“I’ve finally figured out/I need to be around…I’ve been away for too long” sings Samiam frontman Jason Beebout in the closing refrain of “80 West,” the opening track of the band’s new full-length “Trips.” Given that “Trips” is the band’s first album in five years (and only their second release in the last eleven years), a logical response to this is: “no shit!”
“80 West” kicks “Trips” off in trademark Samiam style: a quick, uptempo modern-rock-friendly pop-punk with a drumbeat that pushes the gas pedal while the guitars trade power chords and an earnest melodic riff. “Clean Up” finds Beebout, ever the optimist, putting himself back together after a relationship went awry. The sound is a little more mid-90s radio uptempo radio rock, a sound that Samiam do so well that it has often left at least one writer (me) wondering why they never achieved more stardom, as their music towered over the likes of the Marcy Playgrounds and the Dishwallas and the American Hi-Fis and the Lemonheads of the world.
One thing that impresses me about “Trips” is that Samiam aren’t afraid to vary the tempo and experiment with different sounds. Drummer Charlie Walker’s relentless, unwavering snare attack drives tracks like “September Holiday” and “Crew of One”, a style that would get old or at least difficult to listen to if every song matched the same level of speed and intensity.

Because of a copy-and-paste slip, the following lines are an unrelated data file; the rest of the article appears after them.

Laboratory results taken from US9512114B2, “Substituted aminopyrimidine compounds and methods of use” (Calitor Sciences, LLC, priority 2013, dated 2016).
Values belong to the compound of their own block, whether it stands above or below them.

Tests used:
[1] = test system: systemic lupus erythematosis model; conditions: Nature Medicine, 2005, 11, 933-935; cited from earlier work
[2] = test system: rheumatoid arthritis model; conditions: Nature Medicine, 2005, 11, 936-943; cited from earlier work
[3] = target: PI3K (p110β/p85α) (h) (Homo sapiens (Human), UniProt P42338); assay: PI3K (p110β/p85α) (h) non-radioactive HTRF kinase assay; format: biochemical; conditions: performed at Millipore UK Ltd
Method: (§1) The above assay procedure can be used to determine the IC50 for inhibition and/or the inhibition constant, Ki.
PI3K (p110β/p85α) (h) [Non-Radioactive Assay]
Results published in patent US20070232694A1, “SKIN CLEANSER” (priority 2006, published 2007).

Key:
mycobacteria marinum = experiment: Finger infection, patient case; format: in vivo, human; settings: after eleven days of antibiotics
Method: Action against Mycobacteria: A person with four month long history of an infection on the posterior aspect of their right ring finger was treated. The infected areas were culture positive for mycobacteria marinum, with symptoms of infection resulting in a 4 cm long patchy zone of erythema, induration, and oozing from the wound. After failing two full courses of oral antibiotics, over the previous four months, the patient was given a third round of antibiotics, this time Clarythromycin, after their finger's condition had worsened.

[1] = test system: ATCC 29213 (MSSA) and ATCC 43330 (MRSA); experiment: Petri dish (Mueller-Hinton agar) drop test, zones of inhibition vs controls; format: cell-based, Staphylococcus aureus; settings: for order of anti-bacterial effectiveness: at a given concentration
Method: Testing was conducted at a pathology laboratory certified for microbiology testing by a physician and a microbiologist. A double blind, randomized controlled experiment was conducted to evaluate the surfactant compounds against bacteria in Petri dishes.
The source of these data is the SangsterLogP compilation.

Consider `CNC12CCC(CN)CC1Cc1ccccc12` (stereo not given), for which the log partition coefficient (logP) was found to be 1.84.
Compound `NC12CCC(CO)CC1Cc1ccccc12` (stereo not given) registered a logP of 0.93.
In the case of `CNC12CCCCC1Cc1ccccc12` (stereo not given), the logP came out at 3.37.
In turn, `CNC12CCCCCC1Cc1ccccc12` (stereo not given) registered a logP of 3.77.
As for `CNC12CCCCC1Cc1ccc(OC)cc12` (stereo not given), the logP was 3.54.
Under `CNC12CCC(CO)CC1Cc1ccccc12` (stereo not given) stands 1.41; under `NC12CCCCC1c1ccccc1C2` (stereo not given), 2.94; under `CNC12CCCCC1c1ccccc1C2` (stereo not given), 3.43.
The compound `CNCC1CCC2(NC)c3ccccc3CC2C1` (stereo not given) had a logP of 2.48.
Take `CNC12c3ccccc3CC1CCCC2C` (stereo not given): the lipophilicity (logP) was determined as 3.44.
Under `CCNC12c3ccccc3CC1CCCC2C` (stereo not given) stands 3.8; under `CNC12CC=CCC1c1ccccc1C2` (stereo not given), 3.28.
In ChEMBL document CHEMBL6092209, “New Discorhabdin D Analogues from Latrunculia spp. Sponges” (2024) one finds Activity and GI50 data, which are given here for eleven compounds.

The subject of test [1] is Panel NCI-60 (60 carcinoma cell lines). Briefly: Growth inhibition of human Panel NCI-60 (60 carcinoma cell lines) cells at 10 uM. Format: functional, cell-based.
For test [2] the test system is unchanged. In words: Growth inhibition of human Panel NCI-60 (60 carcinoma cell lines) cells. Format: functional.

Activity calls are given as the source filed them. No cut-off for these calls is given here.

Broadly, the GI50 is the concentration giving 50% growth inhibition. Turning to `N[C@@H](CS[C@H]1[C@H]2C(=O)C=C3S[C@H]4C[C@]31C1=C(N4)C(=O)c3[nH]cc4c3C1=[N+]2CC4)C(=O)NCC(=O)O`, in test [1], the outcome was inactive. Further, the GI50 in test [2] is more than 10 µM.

Thankfully, there are many different feels to the album, from “How Would You Know” with its periodic acoustic guitar melody and soaring vocals in the chorus, to “Free Time” with its syncopated verses and uptempo, poppy choruses, to “El Dorado” with its atmospheric vocals and arpeggiated, minor chord, mid-tempo melody (not to mention the “I Wear My Sunglasses At Night” riff). Beebout takes on an almost shoe-gazer drone in “Did You Change” which, when combined with the song’s bombastic drum sound and distorted power chords give it the feel of a Queens of the Stone Age track. Album closer “Did You Change?” is filled with layer-upon-layer of synthesized background, and could pass for The Shins.
Beebout revisits a lot of the same topics that get covered by punk and modern rock bands: boredom, isolation, freedom, failed relationships, but manages to seem genuine and sincere in doing so, forcing you to buy into what the band are selling. There really isn’t a sour note on the album, and from the first listen it quickly established itself as one of the most honest, catchy, complex albums I’ve been lucky enough to review this year.